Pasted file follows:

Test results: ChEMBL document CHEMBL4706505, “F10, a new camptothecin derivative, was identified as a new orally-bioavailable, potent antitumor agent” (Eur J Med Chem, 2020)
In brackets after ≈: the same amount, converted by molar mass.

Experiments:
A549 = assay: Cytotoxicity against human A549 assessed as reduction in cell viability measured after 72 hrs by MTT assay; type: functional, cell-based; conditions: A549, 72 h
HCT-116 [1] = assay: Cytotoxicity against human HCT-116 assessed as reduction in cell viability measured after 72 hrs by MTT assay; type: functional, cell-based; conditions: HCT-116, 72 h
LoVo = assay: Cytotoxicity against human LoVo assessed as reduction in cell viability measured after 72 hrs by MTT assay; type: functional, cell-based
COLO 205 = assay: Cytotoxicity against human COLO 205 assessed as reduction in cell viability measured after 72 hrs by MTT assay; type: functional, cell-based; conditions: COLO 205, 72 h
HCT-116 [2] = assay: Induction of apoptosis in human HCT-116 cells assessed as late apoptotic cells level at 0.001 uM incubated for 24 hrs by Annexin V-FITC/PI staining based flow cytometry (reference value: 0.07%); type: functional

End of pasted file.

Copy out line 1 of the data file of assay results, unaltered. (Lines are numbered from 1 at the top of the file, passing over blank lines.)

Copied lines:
Test results: ChEMBL document CHEMBL4706505, “F10, a new camptothecin derivative, was identified as a new orally-bioavailable, potent antitumor agent” (Eur J Med Chem, 2020)